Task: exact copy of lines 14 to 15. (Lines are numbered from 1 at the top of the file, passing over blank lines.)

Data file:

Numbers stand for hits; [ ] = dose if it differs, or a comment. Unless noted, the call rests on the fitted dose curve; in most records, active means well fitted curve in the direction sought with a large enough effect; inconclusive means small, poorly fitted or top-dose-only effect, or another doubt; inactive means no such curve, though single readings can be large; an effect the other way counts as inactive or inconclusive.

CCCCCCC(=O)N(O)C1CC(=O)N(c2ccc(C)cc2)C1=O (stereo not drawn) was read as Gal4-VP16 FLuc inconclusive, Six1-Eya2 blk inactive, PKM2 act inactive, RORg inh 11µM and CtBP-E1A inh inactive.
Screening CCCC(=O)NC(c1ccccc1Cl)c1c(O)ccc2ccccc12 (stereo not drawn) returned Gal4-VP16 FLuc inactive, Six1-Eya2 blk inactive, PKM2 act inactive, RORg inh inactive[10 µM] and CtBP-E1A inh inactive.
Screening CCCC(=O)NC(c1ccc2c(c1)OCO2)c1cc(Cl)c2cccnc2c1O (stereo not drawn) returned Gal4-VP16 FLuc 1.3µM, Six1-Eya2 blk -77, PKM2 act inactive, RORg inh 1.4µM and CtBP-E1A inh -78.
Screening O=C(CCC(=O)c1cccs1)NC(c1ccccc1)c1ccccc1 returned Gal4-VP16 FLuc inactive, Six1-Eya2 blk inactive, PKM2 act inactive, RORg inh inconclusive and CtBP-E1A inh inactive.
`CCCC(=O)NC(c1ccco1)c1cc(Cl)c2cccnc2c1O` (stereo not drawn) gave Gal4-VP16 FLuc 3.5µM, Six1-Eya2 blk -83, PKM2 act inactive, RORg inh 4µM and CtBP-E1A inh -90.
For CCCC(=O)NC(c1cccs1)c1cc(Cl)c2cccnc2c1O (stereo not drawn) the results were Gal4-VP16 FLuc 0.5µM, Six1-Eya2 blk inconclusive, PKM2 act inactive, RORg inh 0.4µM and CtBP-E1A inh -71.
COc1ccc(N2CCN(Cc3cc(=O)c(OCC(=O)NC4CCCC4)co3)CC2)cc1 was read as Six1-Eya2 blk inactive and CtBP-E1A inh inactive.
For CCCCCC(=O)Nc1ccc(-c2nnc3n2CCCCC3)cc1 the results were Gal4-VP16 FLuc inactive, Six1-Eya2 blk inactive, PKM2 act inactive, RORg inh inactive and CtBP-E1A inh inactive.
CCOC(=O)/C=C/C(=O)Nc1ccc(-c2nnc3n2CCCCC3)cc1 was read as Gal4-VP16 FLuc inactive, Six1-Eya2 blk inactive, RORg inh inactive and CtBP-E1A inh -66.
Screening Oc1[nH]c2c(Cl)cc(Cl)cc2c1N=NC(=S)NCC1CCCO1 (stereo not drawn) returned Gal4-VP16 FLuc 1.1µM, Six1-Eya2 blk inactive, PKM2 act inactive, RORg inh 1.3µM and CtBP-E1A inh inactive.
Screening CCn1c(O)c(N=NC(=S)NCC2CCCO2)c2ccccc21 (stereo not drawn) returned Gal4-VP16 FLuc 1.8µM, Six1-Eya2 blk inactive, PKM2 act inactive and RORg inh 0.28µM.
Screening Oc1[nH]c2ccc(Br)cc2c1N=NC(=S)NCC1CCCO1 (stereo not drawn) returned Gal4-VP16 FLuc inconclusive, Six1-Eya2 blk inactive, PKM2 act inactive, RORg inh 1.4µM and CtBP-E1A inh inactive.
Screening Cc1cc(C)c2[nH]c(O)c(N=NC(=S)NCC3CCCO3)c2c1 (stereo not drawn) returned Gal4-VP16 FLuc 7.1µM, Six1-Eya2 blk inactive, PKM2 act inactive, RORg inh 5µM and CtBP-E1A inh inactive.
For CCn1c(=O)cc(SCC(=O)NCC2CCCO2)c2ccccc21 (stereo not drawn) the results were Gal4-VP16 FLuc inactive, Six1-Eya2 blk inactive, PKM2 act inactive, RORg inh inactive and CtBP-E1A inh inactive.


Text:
Screening Cc1cc(C)c2[nH]c(O)c(N=NC(=S)NCC3CCCO3)c2c1 (stereo not drawn) returned Gal4-VP16 FLuc 7.1µM, Six1-Eya2 blk inactive, PKM2 act inactive, RORg inh 5µM and CtBP-E1A inh inactive.
For CCn1c(=O)cc(SCC(=O)NCC2CCCO2)c2ccccc21 (stereo not drawn) the results were Gal4-VP16 FLuc inactive, Six1-Eya2 blk inactive, PKM2 act inactive, RORg inh inactive and CtBP-E1A inh inactive.